Feargus O'Sullivan is a contributing writer to CityLab, covering Europe. His writing focuses on housing, gentrification and social change, infrastructure, urban policy, and national cultures. He has previously contributed to The Guardian, The Times, The Financial Times, and Next City, among other publications.
The post-industrial city has been crowned Germany's Austin. But it might be more like Germany's Detroit.
Judging by the country's media, Germany seems to be getting a little bored of its major cities. Berlin is touristy and pretentious. Hamburg is so rich and uptight it hurts. Munich? You'll end up selling a kidney to pay your rent.
No, if you want to move to the German city where it's all supposed to be happening now, it absolutely has to be Leipzig.
That's the impression you'd get from the German press, at least. The media there has fallen all over itself to cover the city's cheap rent, elegantly wasted old tenements, and a globally rated artist community. Articles with headlines like "Life's Best in Leipzig" and "Like Berlin Only Better" have heaped praise on the city. The Israeli media has gone so far as to call Leipzig "Europe's new hipster capital." Leipzig even has a new nickname – Hypezig – and a German language tumblr that catalogues trend pieces on the city. It has over 100 entries for 2013 alone.
But is Leipzig Germany's Austin, a city where every other "hip" twenty-something will soon want to live? Or is Leipzig Germany's Detroit, a struggling place where small pockets of revival get highlighted while the rest of the city quietly rusts away?
The answer lies somewhere between. Apartments in Leipzig are indeed still affordable: you can rent a one-bedroom in a historic building for under $500. If you're on a very tight budget, basic studios in city fringe high-rises start as low as $175.
For getting around, the city is compact and bike-friendly. For getting out, it's surrounded by wooded, hilly countryside that’s arguably more attractive than Berlin's rather stark hinterland.
And then there’s the art scene. Almost every up-and-coming city fancies itself as a latter-day Montparnasse, but in Leipzig, the art is often quite good. The artists of the New Leipzig School group have become an international art world sensation since the millennium, the product of a city art school that taught the immaculate photographic technique of socialist realism right up to the 1990s.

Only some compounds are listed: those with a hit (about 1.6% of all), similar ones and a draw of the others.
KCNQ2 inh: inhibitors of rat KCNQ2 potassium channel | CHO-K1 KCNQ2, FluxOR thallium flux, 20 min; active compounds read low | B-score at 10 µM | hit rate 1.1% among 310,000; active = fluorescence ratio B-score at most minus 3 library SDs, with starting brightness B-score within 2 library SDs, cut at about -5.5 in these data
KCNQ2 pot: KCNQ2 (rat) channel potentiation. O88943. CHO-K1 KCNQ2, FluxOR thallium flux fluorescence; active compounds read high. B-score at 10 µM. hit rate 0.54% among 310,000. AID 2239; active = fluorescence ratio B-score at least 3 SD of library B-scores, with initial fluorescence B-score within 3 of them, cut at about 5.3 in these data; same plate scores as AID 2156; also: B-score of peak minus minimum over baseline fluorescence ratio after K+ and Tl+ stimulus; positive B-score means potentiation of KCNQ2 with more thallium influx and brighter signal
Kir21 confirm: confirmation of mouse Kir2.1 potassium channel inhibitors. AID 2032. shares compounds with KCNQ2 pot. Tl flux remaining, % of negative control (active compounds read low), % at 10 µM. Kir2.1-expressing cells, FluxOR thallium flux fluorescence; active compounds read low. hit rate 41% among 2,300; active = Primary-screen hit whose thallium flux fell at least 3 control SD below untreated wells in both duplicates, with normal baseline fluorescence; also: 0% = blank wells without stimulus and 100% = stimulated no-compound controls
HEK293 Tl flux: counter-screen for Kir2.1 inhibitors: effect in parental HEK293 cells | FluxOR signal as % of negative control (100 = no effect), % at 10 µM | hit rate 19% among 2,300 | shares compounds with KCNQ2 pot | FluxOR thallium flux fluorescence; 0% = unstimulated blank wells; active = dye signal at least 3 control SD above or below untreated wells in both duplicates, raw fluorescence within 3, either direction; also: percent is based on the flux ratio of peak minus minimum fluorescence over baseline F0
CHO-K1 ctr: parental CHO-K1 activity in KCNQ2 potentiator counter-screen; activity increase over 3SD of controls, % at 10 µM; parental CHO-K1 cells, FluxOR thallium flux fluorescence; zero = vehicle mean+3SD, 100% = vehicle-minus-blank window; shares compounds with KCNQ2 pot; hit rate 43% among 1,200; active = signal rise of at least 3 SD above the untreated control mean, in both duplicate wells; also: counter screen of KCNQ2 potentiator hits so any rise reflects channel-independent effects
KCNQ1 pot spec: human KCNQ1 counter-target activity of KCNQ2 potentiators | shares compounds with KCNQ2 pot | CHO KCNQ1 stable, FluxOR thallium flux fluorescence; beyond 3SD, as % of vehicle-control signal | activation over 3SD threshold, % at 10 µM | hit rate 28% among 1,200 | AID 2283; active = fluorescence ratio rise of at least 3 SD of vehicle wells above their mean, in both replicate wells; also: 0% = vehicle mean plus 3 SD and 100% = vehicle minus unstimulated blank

This group gravitates around a space that's the stuff of creative class fantasy – a 25-acre old cotton mill now converted into studios, galleries, workshops, and restaurants. One of various ex-industrial spaces in the city, the converted mill is at the heart of a community that includes the coffee shops, organic food stores, makeshift bars and independent local businesses that tend to sprout in up-and-coming German neighborhoods.
But before you pack your suitcase, take a breath. Just like Berlin in the 1990s, the excitement Leipzig's currently generating is really made possible by flaws in its economy. All those factories and warehouses ripe for creative re-use? They're memorials to lost livelihoods. The 24 years since reunification have seen lights go out in almost all of Leipzig’s industries. Between 1988 and 1998, the city lost over 100,000 people (though a portion of this was due to suburbanization). At 520,000 citizens today, Leipzig is still 15,000 short of its population during the GDR's final years. And while manageable by Eastern Germany's low standards, Leipzig's unemployment rate remains high.
Thanks to years of massive bailouts from the central government, Leipzig's economy does finally appear to be heading back in the right direction. There's state support for a handful of start-ups, such as at biotechnology hub Bio City, while more major companies (including Amazon and DHL) are opening headquarters. That said, many of the new jobs they create are insecure and poorly rewarded – Leipzig's Amazon depot is currently on strike over low pay.
It's not yet clear whether post-industrial Leipzig can find its place in modern Europe. It's no doubt this ambiguity that makes the city so attractive to those singing its praises. Leipzig's rise in fortunes gives longstanding residents hope of more, better jobs, while its relative poverty attracts escapees from the anti-gentrification battles souring urban relations elsewhere in Germany. With the city's future far from fixed, it’s no wonder there’s a sense of possibility and excitement hanging in the air.